By  |  Posted at 8:17 pm on Friday, September 5, 2008

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Okay, I’m already sick of talking about Jerry Seinfeld and churros and shoes and Bill Gates’ underwear. There must be more to life. Or even to Microsoft’s plans for Windows Vista.
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Project Fakebar: Improvising a Google Toolbar Substitute for Chrome

There's no Google Toolbar for Chrome, alas. Here's a rough approximation.

By  |  Posted at 10:59 pm on Thursday, September 4, 2008


Two days ago, I mentioned that the wildly popular, extremely useful Google Toolbar didn’t work in Google’s Chrome browser. I said I missed it. So do  legions of other people, judging from the thousands of Toolbar fans who have read that post, and the 140 who have commented on it so far. Who knew that a humble toolbar could be so beloved?

I think it’s pretty much a given that Google will eventually either release a Toolbar for Chrome or essentially build in all of its functionality. But it’ll only happen on Google’s timetable, and I suspect it isn’t priority #1. And while Toolbar is cool, it’s not exactly advanced technology–what it does, mostly, is to provide fast access to various Google services.

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Dell Joins the Mini-Laptop Movement

By  |  Posted at 10:50 am on Thursday, September 4, 2008


Remember when laptops were big, heavy, and cost two or three thousand dollars? Most of the action at the moment involves undersized cheapie models like the eee PC, HP Mini-Note…and Dell’s new Inspiron.
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Google Chrome: Our Coverage So Far, and a Poll

By  |  Posted at 10:44 pm on Wednesday, September 3, 2008


Was it only day before yesterday that we got the startling news–via the startling medium of a graphic novel by a leading cartoonist–that Google had secretly been working on a Web browser and was about to release it? Yup–and it was only yesterday that that browser became available for download.

I’ve had a blast writing about Chrome over the past 60 hours or so. And you guys sure like reading about it–my posts have gotten as much traffic and comments as anything I’ve done on Technologizer to date. Herewith, a recap in case you missed any of the major coverage here to date:

Ten Questions About Google Chrome: My initial thoughts about what the browser might mean, before we knew much about it.

Google Chrome Comic: The Readers’ Digest Version: A highlight reel from the 38-page Scott McCloud comic book that Google commissioned to introduce its browser.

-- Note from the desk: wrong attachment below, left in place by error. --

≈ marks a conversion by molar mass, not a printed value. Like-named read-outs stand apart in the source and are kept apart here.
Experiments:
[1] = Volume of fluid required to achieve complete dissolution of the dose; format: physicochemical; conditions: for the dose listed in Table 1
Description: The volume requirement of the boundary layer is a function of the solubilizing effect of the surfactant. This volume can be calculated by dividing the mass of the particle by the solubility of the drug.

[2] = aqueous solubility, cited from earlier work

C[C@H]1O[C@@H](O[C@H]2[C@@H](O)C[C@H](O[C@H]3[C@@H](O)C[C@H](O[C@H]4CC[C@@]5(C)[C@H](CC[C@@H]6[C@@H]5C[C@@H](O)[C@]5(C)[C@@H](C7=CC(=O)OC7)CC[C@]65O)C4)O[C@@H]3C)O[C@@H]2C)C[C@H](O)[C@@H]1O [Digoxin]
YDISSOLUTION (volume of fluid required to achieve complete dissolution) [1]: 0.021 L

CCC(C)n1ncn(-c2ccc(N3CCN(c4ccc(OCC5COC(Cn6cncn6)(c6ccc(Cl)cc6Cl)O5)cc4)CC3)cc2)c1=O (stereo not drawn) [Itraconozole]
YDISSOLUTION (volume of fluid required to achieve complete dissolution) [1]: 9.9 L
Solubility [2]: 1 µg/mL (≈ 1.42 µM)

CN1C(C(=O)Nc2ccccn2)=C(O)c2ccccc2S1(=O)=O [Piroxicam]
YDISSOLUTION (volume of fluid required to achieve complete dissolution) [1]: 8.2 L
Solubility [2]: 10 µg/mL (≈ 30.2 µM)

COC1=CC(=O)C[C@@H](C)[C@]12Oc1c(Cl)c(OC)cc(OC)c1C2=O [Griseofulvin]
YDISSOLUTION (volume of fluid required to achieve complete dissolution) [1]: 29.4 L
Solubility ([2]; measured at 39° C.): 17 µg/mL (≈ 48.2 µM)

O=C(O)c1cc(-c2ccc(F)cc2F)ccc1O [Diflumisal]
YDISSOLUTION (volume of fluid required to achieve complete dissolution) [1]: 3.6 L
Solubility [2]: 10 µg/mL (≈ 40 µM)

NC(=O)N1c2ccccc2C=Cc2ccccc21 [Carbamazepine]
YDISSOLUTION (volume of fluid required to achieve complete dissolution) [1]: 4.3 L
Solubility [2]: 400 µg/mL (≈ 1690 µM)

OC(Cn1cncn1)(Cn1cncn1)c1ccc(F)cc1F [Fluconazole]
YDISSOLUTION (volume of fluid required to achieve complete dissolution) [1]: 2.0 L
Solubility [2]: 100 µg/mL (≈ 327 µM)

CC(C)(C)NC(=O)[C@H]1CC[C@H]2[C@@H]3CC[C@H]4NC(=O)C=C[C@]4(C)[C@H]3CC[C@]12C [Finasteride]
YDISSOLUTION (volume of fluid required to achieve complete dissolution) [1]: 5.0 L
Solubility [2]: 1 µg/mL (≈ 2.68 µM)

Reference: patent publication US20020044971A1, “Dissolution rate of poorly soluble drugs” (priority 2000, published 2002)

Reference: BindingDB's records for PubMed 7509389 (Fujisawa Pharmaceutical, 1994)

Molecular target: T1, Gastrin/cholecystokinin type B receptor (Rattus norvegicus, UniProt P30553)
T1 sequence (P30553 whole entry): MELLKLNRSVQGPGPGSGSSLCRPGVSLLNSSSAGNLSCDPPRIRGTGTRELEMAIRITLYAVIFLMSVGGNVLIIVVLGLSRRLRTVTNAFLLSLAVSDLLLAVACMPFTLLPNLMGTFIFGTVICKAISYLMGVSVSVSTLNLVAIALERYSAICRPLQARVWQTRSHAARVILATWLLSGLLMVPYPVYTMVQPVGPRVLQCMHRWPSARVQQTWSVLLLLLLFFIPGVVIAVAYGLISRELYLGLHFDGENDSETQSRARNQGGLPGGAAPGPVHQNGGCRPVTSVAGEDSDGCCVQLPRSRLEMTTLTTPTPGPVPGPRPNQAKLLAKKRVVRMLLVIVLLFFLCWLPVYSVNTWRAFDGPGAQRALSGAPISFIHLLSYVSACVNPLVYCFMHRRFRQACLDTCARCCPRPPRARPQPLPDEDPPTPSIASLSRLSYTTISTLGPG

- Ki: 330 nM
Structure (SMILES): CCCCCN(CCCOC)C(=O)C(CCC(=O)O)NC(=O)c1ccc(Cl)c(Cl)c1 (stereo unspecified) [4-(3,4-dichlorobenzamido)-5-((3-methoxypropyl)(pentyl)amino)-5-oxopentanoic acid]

Google Chrome: Hey, That Logo Looks Familiar: Random musings on its color scheme!

Google Chrome: My Stream-of-Consciousness Notes: I install and explore the browser, and share some initial impressions as I do.

Needed for Chrome: The Google Toolbar: I discovered that Chrome doesn’t support the Google Toolbar or replicate its features. I missed it. Judging from how much traffic and comments this post got, I have plenty of company.

Chrome vs. the World: I had so much fun writing about Chrome yesterday that I contributed this piece to PC World, with some thoughts on what Google’s browser may mean to the competition.

Google Chrome: Impressive! Innovative! Incomplete!: Some thoughts after twelve hours of hands-on time with the browser.

Project Fakebar: Since there’s no Google Toolbar for Chrome yet, I attempt to fashion a rough approximation, and tell you how I did it.

That’s it so far–I’m sure there will more to come. Now for a quick T-Poll:


TiVo and DirecTV: Together Again

By  |  Posted at 9:55 pm on Wednesday, September 3, 2008

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I have a soft spot for TiVo, so today’s list is topped by some good news about the DVR that remains synonymous with DVRs. Plus: Two Google Chrome items (inevitably!) and two iTunes items!
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Google Chrome: Impressive! Innovative! Incomplete!

By  |  Posted at 12:58 am on Wednesday, September 3, 2008


(UPDATE! I’m conducting a poll about Chrome–please go here to take it, and to get a recap of all of Technologizer’s Chrome coverage.)

When Google says that Chrome “is far from done,” it’s not engaging in aw-shucks modesty. This browser is missing some of the basic stuff that I thought made a browser a browser in 2008, such as RSS support and the ability to zoom entire Web pages, not just text. It can’t be customized through extensions or even run the Google Toolbar. It explores almost none of the fascinating possibilities opened up by the world’s dominant provider of Web services building its own browser. If the question is whether serious consumers of Web content should dump whatever browser they’re using at the moment for Chrome, the answer is “probably not.”

And yet…using Chrome is an exciting experience–the most fun I’ve had with something new from Google in a long time. It’s exciting partly because of what Google has done with Chrome, partly because of what it plans to do, and partly because of what it could do.

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Needed for Chrome: The Google Toolbar